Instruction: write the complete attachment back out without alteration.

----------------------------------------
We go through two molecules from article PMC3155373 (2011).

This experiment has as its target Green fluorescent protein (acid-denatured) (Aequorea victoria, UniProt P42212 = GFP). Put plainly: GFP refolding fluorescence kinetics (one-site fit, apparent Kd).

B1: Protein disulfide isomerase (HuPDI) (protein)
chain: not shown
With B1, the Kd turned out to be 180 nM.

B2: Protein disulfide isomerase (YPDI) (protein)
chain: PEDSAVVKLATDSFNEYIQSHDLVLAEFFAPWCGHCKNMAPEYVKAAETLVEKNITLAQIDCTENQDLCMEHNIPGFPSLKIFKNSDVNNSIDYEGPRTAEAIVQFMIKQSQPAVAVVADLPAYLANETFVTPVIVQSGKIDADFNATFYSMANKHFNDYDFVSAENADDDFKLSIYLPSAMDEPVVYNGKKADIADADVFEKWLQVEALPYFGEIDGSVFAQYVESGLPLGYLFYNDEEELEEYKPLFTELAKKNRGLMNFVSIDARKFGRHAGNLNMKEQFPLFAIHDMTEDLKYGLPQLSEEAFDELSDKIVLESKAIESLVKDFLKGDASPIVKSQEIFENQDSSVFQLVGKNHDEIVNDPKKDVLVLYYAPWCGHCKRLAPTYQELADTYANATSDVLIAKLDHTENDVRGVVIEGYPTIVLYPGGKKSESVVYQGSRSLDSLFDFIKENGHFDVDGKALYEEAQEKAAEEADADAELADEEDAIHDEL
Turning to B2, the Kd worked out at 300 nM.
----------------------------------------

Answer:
We go through two molecules from article PMC3155373 (2011).

This experiment has as its target Green fluorescent protein (acid-denatured) (Aequorea victoria, UniProt P42212 = GFP). Put plainly: GFP refolding fluorescence kinetics (one-site fit, apparent Kd).

B1: Protein disulfide isomerase (HuPDI) (protein)
chain: not shown
With B1, the Kd turned out to be 180 nM.

B2: Protein disulfide isomerase (YPDI) (protein)
chain: PEDSAVVKLATDSFNEYIQSHDLVLAEFFAPWCGHCKNMAPEYVKAAETLVEKNITLAQIDCTENQDLCMEHNIPGFPSLKIFKNSDVNNSIDYEGPRTAEAIVQFMIKQSQPAVAVVADLPAYLANETFVTPVIVQSGKIDADFNATFYSMANKHFNDYDFVSAENADDDFKLSIYLPSAMDEPVVYNGKKADIADADVFEKWLQVEALPYFGEIDGSVFAQYVESGLPLGYLFYNDEEELEEYKPLFTELAKKNRGLMNFVSIDARKFGRHAGNLNMKEQFPLFAIHDMTEDLKYGLPQLSEEAFDELSDKIVLESKAIESLVKDFLKGDASPIVKSQEIFENQDSSVFQLVGKNHDEIVNDPKKDVLVLYYAPWCGHCKRLAPTYQELADTYANATSDVLIAKLDHTENDVRGVVIEGYPTIVLYPGGKKSESVVYQGSRSLDSLFDFIKENGHFDVDGKALYEEAQEKAAEEADADAELADEEDAIHDEL
Turning to B2, the Kd worked out at 300 nM.